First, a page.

Chef Hunter battles it out in final round

Posted Tuesday, Aug. 20, 2013  comments  Print Reprints

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What first started as smoke from a fog machine during introductions quickly turned to steam from the pans used by the four finalists of Fort Worth, Texas magazine’s fourth annual Top Chef competition.

Owner of Weatherford’s Fire Oak Grill, Eric Hunter, took part in the competition and again made it to the finals.

But after a tight competition, fellow chef Anthony Felli of Fort Worth’s Del Frisco’s took home the title of Top Chef.

"The talent is the best we’ve had yet coming into the finals," said chef Tim Love, owner of several restaurants in the area.

The 2012 winner of the Top Chef competition, Blaine Staniford, served as one of the judges this year.

"I’m very glad I’m not cooking this year," Staniford said of the tough competition, which resulted with all four finalists finishing within six points of each other.

The competition at the Cendera Center in Fort Worth on August 15, began with a blind taste test which gave the chefs just two minutes to taste a sauce and write down the ingredients with points given for correct guesses and taken away for incorrect ones.

Hunter easily won that part of the competition and placed second in a skills test that included making gouda morney sauce. Both tests combined for 40 percent of the competition.

But the largest portion of the score would come from the dishes created in a 20 minute segment using the secret ingredient – rabbit.

Hunter’s wife Jennifer said she was pleased when she heard the ingredient since she knew Hunter had cooked with rabbit numerous times.

"I was actually thrown off a little bit," Hunter said of the rabbit.

He said the first year of the competition they used rabbit and he had been expecting something different.

As soon as they were told the ingredient, the four chefs began to move quickly as they started to collect other ingredients and work on the dish.

"It’s kinda limited what we have to work with," Hunter said. But each chef still managed to create a delicious dish – each one unique.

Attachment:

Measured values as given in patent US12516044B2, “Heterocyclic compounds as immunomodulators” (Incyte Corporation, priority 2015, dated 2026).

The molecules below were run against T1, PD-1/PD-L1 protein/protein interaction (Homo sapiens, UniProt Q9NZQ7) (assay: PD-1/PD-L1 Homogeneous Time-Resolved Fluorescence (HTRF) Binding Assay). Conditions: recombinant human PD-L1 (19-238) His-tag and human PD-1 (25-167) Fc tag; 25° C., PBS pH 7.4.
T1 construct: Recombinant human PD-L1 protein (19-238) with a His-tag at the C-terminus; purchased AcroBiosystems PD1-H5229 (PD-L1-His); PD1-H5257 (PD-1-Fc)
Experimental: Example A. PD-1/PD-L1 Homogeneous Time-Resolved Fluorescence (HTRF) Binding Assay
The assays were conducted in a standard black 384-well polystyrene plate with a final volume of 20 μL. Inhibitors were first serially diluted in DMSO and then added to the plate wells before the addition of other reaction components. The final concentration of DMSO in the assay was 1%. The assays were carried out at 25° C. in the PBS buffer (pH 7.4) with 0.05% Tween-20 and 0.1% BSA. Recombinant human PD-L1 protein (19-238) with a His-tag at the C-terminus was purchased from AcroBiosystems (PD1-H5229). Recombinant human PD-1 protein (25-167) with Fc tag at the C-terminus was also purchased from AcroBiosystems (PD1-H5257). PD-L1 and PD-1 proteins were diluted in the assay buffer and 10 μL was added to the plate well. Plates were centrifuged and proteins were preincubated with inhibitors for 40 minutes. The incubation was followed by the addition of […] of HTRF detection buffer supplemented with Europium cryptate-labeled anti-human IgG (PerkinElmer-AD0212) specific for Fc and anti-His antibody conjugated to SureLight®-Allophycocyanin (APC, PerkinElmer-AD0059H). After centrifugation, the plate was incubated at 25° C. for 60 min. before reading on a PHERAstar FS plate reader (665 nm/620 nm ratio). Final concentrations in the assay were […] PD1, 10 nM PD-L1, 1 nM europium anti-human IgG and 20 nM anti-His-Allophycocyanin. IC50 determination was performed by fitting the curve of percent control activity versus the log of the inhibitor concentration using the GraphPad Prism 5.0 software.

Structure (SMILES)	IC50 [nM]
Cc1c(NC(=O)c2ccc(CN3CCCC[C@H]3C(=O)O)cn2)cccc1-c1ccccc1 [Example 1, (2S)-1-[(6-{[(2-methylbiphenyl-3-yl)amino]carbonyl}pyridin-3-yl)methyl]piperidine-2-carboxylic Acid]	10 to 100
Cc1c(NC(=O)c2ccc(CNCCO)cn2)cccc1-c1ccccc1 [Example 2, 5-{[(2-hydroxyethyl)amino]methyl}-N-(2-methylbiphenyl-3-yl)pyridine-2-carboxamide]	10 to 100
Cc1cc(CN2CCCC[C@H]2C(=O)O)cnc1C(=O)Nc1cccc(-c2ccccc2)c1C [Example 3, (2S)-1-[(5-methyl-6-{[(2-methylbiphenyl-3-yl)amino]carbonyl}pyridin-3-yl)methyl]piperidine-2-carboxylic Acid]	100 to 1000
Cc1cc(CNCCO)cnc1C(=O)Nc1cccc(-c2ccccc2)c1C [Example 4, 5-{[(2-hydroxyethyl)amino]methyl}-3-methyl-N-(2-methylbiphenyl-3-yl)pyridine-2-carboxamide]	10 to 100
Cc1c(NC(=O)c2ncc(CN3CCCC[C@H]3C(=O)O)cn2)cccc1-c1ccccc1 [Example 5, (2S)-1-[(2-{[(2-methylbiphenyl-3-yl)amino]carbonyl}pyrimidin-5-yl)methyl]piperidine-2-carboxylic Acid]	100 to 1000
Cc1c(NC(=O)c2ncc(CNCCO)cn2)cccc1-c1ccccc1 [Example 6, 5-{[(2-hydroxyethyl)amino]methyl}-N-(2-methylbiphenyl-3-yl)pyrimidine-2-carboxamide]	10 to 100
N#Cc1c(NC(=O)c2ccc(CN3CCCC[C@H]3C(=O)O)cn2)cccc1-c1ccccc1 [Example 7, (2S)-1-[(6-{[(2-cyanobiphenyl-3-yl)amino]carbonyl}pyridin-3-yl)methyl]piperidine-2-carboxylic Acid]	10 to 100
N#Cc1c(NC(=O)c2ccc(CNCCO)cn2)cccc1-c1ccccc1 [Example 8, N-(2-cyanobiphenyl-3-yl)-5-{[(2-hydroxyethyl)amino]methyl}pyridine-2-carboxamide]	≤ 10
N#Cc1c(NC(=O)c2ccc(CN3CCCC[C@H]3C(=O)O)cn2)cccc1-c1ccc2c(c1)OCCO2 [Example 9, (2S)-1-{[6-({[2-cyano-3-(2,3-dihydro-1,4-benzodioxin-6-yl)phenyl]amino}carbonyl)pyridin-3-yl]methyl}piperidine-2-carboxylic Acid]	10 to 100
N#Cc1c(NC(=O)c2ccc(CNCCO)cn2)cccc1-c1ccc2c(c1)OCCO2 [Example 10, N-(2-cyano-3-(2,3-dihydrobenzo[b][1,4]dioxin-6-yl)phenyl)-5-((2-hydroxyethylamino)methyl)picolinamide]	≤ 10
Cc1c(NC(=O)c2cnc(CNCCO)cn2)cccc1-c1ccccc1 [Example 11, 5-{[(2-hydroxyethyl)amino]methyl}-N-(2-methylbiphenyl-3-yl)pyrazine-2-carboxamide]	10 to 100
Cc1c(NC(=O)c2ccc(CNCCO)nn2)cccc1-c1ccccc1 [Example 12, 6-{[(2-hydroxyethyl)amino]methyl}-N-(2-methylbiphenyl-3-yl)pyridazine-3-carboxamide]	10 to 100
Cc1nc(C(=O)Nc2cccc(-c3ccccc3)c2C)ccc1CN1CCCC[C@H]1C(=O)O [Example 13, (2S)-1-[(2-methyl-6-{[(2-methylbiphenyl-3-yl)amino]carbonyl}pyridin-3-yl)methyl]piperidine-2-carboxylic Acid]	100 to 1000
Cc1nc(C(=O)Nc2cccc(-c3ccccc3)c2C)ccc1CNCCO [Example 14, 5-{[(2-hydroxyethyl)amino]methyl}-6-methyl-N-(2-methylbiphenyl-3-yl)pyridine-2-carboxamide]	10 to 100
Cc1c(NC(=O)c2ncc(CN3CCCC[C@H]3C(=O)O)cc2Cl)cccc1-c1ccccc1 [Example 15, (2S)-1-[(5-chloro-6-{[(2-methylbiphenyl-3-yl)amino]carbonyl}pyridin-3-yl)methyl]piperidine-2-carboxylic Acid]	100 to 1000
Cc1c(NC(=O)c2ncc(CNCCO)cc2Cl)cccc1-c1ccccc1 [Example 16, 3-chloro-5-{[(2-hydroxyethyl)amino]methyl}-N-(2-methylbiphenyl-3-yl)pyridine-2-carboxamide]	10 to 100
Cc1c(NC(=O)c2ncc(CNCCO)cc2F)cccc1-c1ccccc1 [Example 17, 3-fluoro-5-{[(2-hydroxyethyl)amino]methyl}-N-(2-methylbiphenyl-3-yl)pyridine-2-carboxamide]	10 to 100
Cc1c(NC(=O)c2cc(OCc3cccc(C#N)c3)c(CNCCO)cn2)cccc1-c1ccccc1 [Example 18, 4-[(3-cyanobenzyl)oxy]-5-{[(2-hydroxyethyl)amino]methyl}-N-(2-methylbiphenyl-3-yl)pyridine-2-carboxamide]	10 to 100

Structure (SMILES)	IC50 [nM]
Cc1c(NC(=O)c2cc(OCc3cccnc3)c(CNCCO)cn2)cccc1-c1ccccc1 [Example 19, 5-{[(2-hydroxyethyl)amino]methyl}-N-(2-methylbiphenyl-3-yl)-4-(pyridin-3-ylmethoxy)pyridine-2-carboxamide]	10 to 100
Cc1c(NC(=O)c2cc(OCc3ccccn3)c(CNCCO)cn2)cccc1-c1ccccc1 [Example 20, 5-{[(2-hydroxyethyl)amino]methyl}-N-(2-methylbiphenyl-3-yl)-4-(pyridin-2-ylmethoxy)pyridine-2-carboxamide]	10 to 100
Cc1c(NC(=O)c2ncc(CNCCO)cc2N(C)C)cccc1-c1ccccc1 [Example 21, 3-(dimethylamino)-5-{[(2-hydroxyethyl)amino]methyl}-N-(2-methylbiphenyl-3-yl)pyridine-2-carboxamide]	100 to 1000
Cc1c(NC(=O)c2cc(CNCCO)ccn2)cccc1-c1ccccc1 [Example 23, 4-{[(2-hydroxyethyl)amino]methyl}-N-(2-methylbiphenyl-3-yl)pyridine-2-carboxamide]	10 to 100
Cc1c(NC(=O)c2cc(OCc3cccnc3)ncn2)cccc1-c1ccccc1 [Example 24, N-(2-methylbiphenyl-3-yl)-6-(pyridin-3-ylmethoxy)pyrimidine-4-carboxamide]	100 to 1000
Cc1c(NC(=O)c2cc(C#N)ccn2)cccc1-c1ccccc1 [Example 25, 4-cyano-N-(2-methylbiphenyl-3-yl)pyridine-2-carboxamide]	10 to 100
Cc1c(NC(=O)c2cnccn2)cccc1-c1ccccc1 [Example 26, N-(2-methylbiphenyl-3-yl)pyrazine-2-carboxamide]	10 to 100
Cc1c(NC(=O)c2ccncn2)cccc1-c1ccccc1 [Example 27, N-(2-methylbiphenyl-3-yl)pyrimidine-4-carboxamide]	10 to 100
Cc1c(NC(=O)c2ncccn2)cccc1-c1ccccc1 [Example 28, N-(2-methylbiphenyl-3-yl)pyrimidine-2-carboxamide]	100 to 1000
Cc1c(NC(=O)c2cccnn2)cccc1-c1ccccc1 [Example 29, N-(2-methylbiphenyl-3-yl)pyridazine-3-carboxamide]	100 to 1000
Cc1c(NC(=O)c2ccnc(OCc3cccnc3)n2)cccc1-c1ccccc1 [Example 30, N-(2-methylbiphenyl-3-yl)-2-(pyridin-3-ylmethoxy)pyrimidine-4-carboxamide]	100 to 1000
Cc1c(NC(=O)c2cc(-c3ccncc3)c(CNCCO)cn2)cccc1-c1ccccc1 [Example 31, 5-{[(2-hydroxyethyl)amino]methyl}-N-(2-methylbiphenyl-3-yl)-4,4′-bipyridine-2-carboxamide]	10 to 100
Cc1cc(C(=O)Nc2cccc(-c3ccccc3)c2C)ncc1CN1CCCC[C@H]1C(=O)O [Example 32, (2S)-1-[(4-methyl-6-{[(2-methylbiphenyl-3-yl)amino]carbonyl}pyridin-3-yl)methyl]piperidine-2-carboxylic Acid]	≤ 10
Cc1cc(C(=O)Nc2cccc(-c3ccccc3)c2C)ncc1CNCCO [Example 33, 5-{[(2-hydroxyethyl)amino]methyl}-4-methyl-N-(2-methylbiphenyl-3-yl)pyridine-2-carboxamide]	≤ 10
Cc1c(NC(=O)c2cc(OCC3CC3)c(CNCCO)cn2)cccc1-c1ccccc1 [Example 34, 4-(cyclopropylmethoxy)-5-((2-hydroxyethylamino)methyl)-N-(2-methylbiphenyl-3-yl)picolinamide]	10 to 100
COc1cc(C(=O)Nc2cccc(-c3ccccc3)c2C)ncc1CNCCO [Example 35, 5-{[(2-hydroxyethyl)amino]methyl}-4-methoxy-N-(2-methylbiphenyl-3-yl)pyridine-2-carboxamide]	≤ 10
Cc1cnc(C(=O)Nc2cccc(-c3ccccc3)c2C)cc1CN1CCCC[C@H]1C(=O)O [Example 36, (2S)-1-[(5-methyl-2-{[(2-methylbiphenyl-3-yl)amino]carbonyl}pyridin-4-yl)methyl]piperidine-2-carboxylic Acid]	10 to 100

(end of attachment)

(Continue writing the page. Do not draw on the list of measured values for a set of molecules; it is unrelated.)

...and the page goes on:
After the 20 minutes were up, the chefs left and the judges came in and tried each of the four dishes.

After trying Hunter’s dish – which included the rabbit with other greens and pickled mushrooms and sauce – the judges praised his work. Love even said he thought his dish was the most culinary advanced one of the four.

But Love also said he thought the rabbit had been slightly undercooked. Judy Byrd, another judge and food writer for the magazine, said she liked how the rabbit was cooked and the garlic used with it.

But the mixed reviews kept him from earning the title that would get the winner on the cover of the magazine’s next edition and an interview on CBS 11 the next morning.

But Hunter said he enjoyed the competition even though he did not win.

"It’s about the fun and us getting to do this," Hunter said.

Hunter had his own cheering section of friends and family from Weatherford who came to support him.

Wendy Osgood’s daughter works at Fire Oak Grill and said she and her husband and friends were glad to come out and offer their support.

Each time the chefs were announced or Hunter did well, he received the loudest cheers as the tables of Weatherford residents showed their support.

"Weatherford is that kind of place," Hunter said. "The people of Weatherford support Weatherford."

Despite not winning first, Hunter said the experience was great and he looks forward to continue participating in future years – until he finally brings home the title of Top Chef.

Other competitors included Kyle Jones of Truluck’s in Southlake and Todd Phillips of J.R.’s Steakhouse in Colleyville.

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